Imagine that you are sitting in a cafeteria, casually gossiping with your co-workers about the latest celebrity scandal and showing off pictures from your child’s first birthday party. A man stands up in the middle of the room, climbs on a table, and announces to the room how much he loves his wife. Cute, right? Right. Now pretend that, instead, the man climbs on the table and claims anyone who thinks his wife is not the greatest woman in the world is ignorant and should reconsider their views on marriage. Still cute? Probably not.
This situation demonstrates the fine line between pride and arrogance, one that Brad Paisley and LL Cool J seem to straddle with their new song, “Accidental Racist”. (Yes, that is the actual title.) The tune, which aims to disassociate the love of the south with racism, has sparked some controversy over the past few days. Its bold lyrics and stance has even classified it as The Worst Song Ever by some (an inaccurate claim, considering Rebecca Black’s “Friday” is still in circulation).
I think this is taking it a bit too far. Yes, “Accidental Racist” is a brazenly controversial title. Yes, Paisley’s claims about wearing a Confederate flag shirt to demonstrate his love of Lynyrd Skynyrd are a little unbelievable. Yes, LL Cool J’s use of “conversate” instead of “converse” is frustrating to anyone with a brain. I’m not denying any of that. However, behind some of the song’s offensive proclamations (at one point, Cool J yells “RIP Robert E. Lee), lies some honest ideas, ones that could have been better expressed had they not been overshadowed by Paisley’s need to defend his southern pride.
For example, in the song’s chorus, Paisley sings:
I’m proud of where I’m from but not everything we’ve done.
And it ain’t like you and me can re-write history.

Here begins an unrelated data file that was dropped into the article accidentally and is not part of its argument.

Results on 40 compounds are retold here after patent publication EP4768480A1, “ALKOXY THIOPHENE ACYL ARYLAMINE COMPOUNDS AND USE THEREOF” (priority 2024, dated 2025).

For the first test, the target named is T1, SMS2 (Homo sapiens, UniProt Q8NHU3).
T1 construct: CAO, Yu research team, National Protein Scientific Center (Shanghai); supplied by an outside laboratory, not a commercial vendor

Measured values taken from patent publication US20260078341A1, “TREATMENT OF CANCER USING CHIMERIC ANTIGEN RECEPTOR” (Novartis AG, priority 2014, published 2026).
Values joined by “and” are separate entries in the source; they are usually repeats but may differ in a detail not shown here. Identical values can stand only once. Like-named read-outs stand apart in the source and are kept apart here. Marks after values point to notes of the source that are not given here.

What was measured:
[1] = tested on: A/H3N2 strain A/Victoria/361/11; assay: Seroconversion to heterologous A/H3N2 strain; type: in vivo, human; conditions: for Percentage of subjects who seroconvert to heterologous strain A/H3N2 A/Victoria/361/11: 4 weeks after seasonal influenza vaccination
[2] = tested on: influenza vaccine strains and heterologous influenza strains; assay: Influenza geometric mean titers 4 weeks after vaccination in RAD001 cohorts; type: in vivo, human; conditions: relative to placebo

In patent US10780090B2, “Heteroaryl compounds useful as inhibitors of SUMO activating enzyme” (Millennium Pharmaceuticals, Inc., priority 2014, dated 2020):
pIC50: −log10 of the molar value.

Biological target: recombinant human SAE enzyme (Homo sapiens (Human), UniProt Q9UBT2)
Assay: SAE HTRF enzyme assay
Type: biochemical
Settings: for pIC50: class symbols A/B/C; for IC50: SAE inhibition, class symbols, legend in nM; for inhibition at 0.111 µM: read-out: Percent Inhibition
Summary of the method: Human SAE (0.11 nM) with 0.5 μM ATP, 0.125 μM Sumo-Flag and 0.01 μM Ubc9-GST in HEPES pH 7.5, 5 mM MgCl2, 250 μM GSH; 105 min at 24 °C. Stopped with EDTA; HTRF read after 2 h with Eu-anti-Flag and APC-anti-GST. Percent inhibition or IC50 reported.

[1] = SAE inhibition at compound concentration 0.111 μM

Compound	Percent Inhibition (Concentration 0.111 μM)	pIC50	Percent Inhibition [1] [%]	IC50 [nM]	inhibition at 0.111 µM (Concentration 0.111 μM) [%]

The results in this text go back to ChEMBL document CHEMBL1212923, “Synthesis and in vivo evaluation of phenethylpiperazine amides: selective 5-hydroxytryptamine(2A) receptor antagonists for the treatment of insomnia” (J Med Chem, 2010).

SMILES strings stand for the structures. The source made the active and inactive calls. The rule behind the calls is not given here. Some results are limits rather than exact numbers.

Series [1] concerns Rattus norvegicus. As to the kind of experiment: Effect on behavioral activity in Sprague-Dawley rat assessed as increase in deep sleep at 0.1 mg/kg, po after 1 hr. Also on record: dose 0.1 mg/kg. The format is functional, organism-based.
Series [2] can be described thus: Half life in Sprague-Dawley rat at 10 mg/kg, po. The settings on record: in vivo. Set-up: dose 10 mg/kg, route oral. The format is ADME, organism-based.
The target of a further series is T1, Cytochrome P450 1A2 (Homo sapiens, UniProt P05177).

Our generation didn’t start this nation.
We’re still pickin’ up the pieces, walkin’ on eggshells, fightin’ over yesterday,
And caught between southern pride and southern blame.
Many critics (translation: the entire Internet) have condemned these lines for their suggestion that whites that express their appreciation for southern culture are subjected to discrimination simply because of the South’s past history. While, yes, the lyrics seem to lean towards the “Guys, it’s time to just let that whole slavery thing go” sentiment, they also point out a number of important themes, including the need to separate the person from their past and their image from their character. Additionally, Paisley’s patriotism for his homeland is almost admirable. After all, is it really wrong to be proud of your homeland? This is what the song is proposing.
To be clear, I’m not defending “Accidental Racist” or the artists who created it. In fact, judging solely from this song, I might peg Paisley as the kind of guy to question why “Black Pride Month” is a socially acceptable concept while “White Pride Month” is not. What I’m saying is this: “Accidental Racist” may trivialize the South’s history by portraying “the white man living in the South land” as a victim, but the song’s concept stemmed from good intentions. This does not make what Cool J and Paisley appropriate, of course, for the same reason that telling your best friend her butt looks fat in her favorite dress is not appropriate, even if you were trying to be helpful.
However, the situation does beg the question: Do good intentions justify bad actions? Should Paisley and Cool J be criticized for the song’s message, even though its underlying ideas were not meant to be malicious? If “Accidental Racist” were written with a bit more tact, could it have been redeemed? And lastly, can we write the tune off as an example of poor execution or should the duo be sentenced to some sort of psychological evaluation to determine how racist they really are? (Is racist even the right word?) Or if we decide to go back to the cafeteria metaphor, should we accept the lunch table guy’s slightly arrogant declarations simply because he has “good intentions” or should we tell him to sit down, keep his thoughts to himself, and let everyone continue discussing Kimye’s future child in peace?
Image via NYDailyNews.com